This argument asserts that a lawyer’s concern with his ethics may place him in conflict with the ‘immoral’ intentions of his client. This is the least persuasive argument of all. Lawyers are known world wide for their general lack of ethics. The members of the American legal profession lead the world in the absence of ethics. Therefore to suggest that lawyers will regard their own morality as inhibiting anyone else’s is a proposition devoid of logic. What is logical to conclude is that it is the unscrupulous lawyer who will make the most money in a corrupt legal profession.6 A lawyer preventing his client from acting by withholding legal advice he deems unethical will simply lose his client to his less ethical colleagues. Thus he will make no money at all! Whereas the unethical lawyer who counsels his client in an unethical/amoral manner has two major money making advantages. First he can bill his client for his ‘information/advice’.7 Then the more unethical and improper the information/advice used by the client, the greater trouble the client is either likely to get into, or seek to avoid and the greater the potential risks and rewards to the client! That is a win/win situation for the lawyer. For in either case the client will have great need for his legal services. It is also well known that the clients well served by the most unscrupulous lawyers are the least likely to argue over routine overbilling. These are clients who cannot afford to get into arguments with their own lawyer! For the lawyer knows too much about their business and they need him too much. The autonomy argument.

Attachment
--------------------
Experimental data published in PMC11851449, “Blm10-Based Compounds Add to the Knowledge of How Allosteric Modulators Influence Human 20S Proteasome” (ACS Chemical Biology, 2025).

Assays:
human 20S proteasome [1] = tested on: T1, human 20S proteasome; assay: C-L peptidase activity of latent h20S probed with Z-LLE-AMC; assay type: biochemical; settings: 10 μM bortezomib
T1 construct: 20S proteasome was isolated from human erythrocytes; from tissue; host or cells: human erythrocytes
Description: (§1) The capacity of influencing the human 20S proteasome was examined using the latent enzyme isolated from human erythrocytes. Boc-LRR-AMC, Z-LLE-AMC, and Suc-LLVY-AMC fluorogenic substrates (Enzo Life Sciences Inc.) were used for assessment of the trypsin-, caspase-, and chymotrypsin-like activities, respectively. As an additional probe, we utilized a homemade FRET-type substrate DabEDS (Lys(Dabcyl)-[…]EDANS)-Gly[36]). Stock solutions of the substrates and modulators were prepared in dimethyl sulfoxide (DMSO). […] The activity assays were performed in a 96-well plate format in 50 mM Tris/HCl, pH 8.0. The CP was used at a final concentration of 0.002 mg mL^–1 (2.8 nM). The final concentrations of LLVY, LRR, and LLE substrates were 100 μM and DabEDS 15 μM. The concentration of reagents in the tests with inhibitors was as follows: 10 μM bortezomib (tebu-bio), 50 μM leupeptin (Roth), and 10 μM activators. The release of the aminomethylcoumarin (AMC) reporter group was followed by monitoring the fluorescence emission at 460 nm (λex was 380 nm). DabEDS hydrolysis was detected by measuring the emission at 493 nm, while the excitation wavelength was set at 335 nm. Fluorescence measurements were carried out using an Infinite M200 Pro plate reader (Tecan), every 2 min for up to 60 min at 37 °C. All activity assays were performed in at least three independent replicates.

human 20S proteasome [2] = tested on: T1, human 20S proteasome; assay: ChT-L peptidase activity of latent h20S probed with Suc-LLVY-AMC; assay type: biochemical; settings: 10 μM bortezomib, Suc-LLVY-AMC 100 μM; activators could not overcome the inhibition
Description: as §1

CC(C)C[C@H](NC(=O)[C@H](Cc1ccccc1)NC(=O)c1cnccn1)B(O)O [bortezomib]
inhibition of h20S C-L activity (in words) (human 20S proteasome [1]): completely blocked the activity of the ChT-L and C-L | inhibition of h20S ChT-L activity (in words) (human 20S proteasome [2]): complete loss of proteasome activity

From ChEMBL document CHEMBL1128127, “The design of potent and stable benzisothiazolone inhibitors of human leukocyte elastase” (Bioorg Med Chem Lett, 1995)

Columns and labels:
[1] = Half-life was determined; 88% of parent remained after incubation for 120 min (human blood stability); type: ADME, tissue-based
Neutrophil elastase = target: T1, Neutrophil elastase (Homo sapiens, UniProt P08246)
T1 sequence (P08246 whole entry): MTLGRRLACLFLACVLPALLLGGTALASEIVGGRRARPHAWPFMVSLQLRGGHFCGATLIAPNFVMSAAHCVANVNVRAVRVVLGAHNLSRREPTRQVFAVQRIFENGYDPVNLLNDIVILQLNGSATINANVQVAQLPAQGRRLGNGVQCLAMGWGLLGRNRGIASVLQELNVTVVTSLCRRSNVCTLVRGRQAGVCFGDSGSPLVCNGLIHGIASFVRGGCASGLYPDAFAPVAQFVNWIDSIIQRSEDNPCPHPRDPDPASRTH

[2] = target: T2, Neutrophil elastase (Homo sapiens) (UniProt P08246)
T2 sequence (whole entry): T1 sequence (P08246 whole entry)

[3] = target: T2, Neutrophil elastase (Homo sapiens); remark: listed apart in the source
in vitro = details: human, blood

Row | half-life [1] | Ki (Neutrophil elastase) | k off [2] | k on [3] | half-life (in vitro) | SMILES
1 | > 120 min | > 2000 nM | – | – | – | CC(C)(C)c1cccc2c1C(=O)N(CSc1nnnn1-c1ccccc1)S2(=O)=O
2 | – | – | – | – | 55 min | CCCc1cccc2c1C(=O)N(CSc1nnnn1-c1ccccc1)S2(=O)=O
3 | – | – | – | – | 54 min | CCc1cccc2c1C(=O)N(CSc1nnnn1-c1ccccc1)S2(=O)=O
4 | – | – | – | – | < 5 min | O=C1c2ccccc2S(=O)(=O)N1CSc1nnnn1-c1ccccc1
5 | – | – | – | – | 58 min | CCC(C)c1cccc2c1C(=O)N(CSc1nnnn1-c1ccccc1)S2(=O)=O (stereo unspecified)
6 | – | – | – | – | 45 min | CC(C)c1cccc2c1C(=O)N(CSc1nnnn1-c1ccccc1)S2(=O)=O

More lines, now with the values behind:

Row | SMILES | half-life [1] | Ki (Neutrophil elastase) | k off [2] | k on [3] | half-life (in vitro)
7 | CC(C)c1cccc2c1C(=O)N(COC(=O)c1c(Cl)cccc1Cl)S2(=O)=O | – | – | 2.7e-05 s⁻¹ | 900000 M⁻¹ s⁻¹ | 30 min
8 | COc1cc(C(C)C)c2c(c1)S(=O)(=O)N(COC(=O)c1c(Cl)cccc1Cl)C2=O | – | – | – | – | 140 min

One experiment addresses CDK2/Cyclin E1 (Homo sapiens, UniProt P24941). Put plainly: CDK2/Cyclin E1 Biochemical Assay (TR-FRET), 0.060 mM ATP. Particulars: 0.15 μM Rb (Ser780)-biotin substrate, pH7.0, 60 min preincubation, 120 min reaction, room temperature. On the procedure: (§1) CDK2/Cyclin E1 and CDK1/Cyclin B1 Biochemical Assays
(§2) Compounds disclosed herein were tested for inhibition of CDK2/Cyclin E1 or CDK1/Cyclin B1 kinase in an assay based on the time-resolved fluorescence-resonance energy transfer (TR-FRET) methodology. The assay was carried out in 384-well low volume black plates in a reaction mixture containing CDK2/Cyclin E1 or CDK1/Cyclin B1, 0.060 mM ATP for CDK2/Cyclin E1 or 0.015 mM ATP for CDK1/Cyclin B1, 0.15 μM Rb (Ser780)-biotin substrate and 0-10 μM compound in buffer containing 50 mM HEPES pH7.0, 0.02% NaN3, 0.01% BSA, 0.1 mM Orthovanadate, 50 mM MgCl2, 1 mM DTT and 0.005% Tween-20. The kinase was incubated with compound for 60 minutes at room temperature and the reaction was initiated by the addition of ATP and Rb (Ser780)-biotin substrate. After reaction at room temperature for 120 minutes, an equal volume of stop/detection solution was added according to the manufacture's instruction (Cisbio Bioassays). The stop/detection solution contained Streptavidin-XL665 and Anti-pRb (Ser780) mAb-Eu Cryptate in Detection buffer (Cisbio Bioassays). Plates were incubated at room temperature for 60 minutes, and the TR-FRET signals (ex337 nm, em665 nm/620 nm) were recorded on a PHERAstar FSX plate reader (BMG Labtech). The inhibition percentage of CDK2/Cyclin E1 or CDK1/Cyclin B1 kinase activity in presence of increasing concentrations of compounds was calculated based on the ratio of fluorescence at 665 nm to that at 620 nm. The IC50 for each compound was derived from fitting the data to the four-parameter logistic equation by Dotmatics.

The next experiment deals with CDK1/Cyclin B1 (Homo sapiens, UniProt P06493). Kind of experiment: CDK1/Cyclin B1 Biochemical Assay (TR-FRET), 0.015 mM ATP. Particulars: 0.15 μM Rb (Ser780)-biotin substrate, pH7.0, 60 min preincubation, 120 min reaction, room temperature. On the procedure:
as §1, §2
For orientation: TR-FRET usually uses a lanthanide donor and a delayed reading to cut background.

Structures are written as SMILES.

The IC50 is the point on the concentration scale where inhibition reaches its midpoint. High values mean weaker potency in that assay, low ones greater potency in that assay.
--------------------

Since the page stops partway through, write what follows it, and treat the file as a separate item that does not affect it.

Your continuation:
The problem of control of access to the law which lawyers tell us they are seeking to correct was unconstitutionally created by lawyers themselves, for their own profit. It is true that some degree of similar control by other professions exists in other fields. But no other profession comes close to the degree of oppressive control that lawyers have acquired. Therefore if they have any real desire to allow greater access to the legal system the best way to do so is for them to give up the unconstitutional monopolistic control they now possess. All other ‘accesses’ to specialized services needed by Society such as medical, dental, pharmaceutical, accounting, architectural, engineering, electrical, plumbing, air conditioning, etc., are also limited. Yet most, if not all of these goods and/or service suppliers, have ethical codes to which they generally adhere. No-one has suggested that the need felt by consumers to ‘freely access’ services provided by other professionals is a good reason to throw out all ethical standards. If the legal profession truly believed this argument why has it not called for the need for the adoption of ‘amoral’ ethics for even a single other supplier of services? Living in a civilized Society involves making some personal sacrifices for the general good. The best way for each of us to act in the best interests of the whole society is on the basis of strong ethical standards. That which we may give up as individuals in the short term is more than made up by the advantages that accrue to us all collectively, when we all live by moral standards. All professional groups (except lawyers) seem to understand that.8 The equality argument